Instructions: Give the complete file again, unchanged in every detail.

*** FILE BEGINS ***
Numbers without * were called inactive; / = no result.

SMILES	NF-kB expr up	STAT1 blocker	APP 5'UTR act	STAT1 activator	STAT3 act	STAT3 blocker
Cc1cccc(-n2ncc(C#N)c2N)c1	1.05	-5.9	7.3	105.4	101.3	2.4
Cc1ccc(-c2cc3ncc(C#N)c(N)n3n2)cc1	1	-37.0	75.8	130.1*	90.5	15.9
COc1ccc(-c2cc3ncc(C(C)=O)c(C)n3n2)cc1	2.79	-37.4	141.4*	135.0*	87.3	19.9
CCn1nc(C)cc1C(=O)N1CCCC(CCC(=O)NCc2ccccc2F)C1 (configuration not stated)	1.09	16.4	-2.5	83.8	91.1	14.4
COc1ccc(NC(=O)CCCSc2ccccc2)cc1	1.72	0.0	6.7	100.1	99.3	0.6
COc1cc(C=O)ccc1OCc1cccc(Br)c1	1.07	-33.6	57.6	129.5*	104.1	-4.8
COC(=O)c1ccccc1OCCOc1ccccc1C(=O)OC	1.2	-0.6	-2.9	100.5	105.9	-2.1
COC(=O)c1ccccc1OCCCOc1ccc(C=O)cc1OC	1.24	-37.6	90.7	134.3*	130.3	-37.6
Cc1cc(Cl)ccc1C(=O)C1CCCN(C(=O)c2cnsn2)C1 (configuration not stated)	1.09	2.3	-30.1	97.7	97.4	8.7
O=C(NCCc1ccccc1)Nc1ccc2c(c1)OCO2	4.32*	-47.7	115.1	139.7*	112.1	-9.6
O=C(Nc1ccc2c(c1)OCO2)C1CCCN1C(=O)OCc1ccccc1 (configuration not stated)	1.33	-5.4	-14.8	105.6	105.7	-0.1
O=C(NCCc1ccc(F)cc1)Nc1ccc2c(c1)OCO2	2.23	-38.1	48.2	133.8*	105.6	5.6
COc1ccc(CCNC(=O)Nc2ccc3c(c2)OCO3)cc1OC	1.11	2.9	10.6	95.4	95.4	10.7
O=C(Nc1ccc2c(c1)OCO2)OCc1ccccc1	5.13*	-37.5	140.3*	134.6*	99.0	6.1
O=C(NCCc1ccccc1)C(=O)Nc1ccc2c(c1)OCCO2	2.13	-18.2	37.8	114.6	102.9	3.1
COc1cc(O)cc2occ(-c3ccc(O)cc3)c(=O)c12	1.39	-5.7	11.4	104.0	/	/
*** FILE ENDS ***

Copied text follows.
Numbers without * were called inactive; / = no result.

SMILES	NF-kB expr up	STAT1 blocker	APP 5'UTR act	STAT1 activator	STAT3 act	STAT3 blocker
Cc1cccc(-n2ncc(C#N)c2N)c1	1.05	-5.9	7.3	105.4	101.3	2.4
Cc1ccc(-c2cc3ncc(C#N)c(N)n3n2)cc1	1	-37.0	75.8	130.1*	90.5	15.9
COc1ccc(-c2cc3ncc(C(C)=O)c(C)n3n2)cc1	2.79	-37.4	141.4*	135.0*	87.3	19.9
CCn1nc(C)cc1C(=O)N1CCCC(CCC(=O)NCc2ccccc2F)C1 (configuration not stated)	1.09	16.4	-2.5	83.8	91.1	14.4
COc1ccc(NC(=O)CCCSc2ccccc2)cc1	1.72	0.0	6.7	100.1	99.3	0.6
COc1cc(C=O)ccc1OCc1cccc(Br)c1	1.07	-33.6	57.6	129.5*	104.1	-4.8
COC(=O)c1ccccc1OCCOc1ccccc1C(=O)OC	1.2	-0.6	-2.9	100.5	105.9	-2.1
COC(=O)c1ccccc1OCCCOc1ccc(C=O)cc1OC	1.24	-37.6	90.7	134.3*	130.3	-37.6
Cc1cc(Cl)ccc1C(=O)C1CCCN(C(=O)c2cnsn2)C1 (configuration not stated)	1.09	2.3	-30.1	97.7	97.4	8.7
O=C(NCCc1ccccc1)Nc1ccc2c(c1)OCO2	4.32*	-47.7	115.1	139.7*	112.1	-9.6
O=C(Nc1ccc2c(c1)OCO2)C1CCCN1C(=O)OCc1ccccc1 (configuration not stated)	1.33	-5.4	-14.8	105.6	105.7	-0.1
O=C(NCCc1ccc(F)cc1)Nc1ccc2c(c1)OCO2	2.23	-38.1	48.2	133.8*	105.6	5.6
COc1ccc(CCNC(=O)Nc2ccc3c(c2)OCO3)cc1OC	1.11	2.9	10.6	95.4	95.4	10.7
O=C(Nc1ccc2c(c1)OCO2)OCc1ccccc1	5.13*	-37.5	140.3*	134.6*	99.0	6.1
O=C(NCCc1ccccc1)C(=O)Nc1ccc2c(c1)OCCO2	2.13	-18.2	37.8	114.6	102.9	3.1
COc1cc(O)cc2occ(-c3ccc(O)cc3)c(=O)c12	1.39	-5.7	11.4	104.0	/	/